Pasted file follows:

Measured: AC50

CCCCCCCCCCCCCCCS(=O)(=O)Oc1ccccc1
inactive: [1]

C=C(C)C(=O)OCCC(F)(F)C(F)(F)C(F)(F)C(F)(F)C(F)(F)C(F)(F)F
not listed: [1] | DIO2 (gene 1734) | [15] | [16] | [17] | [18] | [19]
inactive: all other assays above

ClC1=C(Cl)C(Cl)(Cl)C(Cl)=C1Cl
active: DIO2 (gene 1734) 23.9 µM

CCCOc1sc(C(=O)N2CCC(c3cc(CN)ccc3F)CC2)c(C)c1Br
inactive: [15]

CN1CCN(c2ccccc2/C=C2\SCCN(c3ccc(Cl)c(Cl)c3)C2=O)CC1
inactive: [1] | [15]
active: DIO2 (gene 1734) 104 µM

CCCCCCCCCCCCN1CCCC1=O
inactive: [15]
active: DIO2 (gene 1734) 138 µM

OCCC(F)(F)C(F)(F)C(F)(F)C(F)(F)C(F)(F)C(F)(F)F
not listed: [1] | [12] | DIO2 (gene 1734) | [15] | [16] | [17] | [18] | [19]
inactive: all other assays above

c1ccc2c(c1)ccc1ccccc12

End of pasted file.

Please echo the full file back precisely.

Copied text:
Measured: AC50

CCCCCCCCCCCCCCCS(=O)(=O)Oc1ccccc1
inactive: [1]

C=C(C)C(=O)OCCC(F)(F)C(F)(F)C(F)(F)C(F)(F)C(F)(F)C(F)(F)F
not listed: [1] | DIO2 (gene 1734) | [15] | [16] | [17] | [18] | [19]
inactive: all other assays above

ClC1=C(Cl)C(Cl)(Cl)C(Cl)=C1Cl
active: DIO2 (gene 1734) 23.9 µM

CCCOc1sc(C(=O)N2CCC(c3cc(CN)ccc3F)CC2)c(C)c1Br
inactive: [15]

CN1CCN(c2ccccc2/C=C2\SCCN(c3ccc(Cl)c(Cl)c3)C2=O)CC1
inactive: [1] | [15]
active: DIO2 (gene 1734) 104 µM

CCCCCCCCCCCCN1CCCC1=O
inactive: [15]
active: DIO2 (gene 1734) 138 µM

OCCC(F)(F)C(F)(F)C(F)(F)C(F)(F)C(F)(F)C(F)(F)F
not listed: [1] | [12] | DIO2 (gene 1734) | [15] | [16] | [17] | [18] | [19]
inactive: all other assays above

c1ccc2c(c1)ccc1ccccc12